In hmolscience, hmol (TR:34) (LH:6) (TL:40), pronounced "H-mole", refers to a "mol" (Nernst, 1895), or “chemical amount”, of humans; a yet-undefined but theoretically-needed mass amount or number for basic human chemical reaction calculations, e.g. human free energy of formation.
The term “hmol” was coined in 2007 by Libb Thims, based on a combination earlier discussion (2006) with Georgi Gladyshev on how many people would be the correct number to define a “mol of humans”, e.g. for social Gibbs energy calculations, Gibbs energy normally measured in joules per mol (J/mol); Babics Laszlo (2003) and his “social Avogadro number” attempts; Pierre Levy (1994) and his discussion of “molar groups” of humans; and Stuart Dodd (1953), during one of the Princeton social physics project meetings, headed by John Q. Stewart, speaking about “chemical moles” being equivalent to “number of people” in social physics.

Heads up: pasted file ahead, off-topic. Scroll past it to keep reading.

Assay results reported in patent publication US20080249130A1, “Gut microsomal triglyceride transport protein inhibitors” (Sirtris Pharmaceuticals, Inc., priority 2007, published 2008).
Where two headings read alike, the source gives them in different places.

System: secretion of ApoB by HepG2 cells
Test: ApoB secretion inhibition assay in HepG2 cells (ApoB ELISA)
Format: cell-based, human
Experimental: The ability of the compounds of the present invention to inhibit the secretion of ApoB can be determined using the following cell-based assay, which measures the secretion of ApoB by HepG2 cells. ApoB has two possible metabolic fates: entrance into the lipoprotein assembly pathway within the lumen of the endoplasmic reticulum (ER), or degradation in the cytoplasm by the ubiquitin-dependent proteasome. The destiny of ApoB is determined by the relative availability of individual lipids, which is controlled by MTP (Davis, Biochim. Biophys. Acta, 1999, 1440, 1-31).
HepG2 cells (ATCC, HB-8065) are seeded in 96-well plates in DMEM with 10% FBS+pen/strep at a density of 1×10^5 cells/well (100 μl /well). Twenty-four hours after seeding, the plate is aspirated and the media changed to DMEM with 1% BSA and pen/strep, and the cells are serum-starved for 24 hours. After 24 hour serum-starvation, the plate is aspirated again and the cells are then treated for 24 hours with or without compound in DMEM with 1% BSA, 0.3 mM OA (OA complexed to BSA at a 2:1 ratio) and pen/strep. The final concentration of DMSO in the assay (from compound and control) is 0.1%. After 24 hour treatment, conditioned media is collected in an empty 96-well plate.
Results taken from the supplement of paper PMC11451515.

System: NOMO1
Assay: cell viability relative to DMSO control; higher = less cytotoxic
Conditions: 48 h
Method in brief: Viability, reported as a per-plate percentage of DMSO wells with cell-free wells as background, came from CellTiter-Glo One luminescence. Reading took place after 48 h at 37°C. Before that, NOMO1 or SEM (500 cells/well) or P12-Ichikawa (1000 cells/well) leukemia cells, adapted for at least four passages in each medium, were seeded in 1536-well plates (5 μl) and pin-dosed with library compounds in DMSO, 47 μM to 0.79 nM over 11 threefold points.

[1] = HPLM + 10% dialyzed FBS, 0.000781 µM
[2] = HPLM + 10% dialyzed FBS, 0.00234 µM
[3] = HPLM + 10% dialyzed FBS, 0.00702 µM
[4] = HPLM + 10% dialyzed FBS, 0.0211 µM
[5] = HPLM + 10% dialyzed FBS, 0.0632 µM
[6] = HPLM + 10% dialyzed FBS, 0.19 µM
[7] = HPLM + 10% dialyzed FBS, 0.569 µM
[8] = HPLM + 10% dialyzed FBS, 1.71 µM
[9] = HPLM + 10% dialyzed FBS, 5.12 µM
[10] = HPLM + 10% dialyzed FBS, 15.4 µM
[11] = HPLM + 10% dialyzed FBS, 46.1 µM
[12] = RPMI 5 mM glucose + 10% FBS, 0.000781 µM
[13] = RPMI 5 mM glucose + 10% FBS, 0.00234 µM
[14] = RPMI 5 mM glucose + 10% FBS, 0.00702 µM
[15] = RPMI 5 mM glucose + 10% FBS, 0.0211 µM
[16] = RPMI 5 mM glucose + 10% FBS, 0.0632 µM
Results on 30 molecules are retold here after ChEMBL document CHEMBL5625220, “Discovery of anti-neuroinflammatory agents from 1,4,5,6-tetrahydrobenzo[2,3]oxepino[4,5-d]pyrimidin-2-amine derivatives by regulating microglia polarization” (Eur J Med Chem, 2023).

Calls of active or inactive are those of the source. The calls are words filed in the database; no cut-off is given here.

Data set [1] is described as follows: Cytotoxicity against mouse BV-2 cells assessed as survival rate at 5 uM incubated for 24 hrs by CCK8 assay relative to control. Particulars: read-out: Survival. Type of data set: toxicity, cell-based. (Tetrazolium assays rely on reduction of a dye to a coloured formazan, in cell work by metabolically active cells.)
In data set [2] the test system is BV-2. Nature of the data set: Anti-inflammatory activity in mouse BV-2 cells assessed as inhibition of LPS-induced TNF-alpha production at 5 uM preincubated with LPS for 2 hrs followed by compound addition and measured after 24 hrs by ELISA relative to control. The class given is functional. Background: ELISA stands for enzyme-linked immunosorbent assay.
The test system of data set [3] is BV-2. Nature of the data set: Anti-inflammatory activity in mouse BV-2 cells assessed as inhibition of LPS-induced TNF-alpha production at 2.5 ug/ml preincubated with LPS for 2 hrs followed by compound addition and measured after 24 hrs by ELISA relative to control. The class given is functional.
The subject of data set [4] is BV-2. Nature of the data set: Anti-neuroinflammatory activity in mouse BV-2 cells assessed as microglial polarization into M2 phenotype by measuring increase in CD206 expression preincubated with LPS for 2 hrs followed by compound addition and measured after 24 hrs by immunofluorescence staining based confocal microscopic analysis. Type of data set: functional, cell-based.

Knowing, e.g., that the average resting energy of a human is about 100 watts, one can calculate that the average work energy released or expended in a sexual reproducing generational reaction (25-years) is about 200 GJ, and that if a "mol" of humans, i.e. hmol, were defined as a thousand people (500 men, 500 women), say put experimentally on a deserted island (see: island model), then the chemical free energy change of the reproductive formations (products) that result, , or human free energy of formations, which technically are called "double displacement reactions", would be on the magnitude of about = 100 TJ/hmol, i.e. "one-hundred tera-joules per human mol", in words.
The following are related quotes:
- “The main reason for the painfully slow progress of the human race is to be found in the inability of the great mass of people to establish correctly the premises of an argument.”
- — Charles Eliot (c.1870), Source 
- Hmol – Hmolpedia 2020.